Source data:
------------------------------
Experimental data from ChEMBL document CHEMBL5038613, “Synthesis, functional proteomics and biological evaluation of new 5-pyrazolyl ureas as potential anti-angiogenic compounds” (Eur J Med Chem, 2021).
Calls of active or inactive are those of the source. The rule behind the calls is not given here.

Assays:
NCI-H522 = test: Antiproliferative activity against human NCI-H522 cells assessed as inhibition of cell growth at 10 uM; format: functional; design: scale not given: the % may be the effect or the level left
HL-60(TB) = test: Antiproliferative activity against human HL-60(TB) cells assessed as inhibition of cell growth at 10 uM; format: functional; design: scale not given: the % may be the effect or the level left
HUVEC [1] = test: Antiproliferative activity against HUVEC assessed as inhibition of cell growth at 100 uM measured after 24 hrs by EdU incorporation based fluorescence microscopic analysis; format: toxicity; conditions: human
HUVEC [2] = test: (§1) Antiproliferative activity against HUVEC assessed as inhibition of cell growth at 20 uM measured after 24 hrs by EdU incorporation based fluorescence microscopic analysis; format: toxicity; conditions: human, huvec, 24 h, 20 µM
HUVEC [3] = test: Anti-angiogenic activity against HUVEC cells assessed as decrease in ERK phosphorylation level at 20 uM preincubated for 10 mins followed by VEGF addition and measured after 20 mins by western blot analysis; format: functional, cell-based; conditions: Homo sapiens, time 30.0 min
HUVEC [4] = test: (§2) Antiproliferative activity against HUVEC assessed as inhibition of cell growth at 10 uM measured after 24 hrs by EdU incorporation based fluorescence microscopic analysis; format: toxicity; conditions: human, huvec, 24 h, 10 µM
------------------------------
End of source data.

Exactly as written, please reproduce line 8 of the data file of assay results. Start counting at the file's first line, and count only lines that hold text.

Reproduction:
HUVEC [3] = test: Anti-angiogenic activity against HUVEC cells assessed as decrease in ERK phosphorylation level at 20 uM preincubated for 10 mins followed by VEGF addition and measured after 20 mins by western blot analysis; format: functional, cell-based; conditions: Homo sapiens, time 30.0 min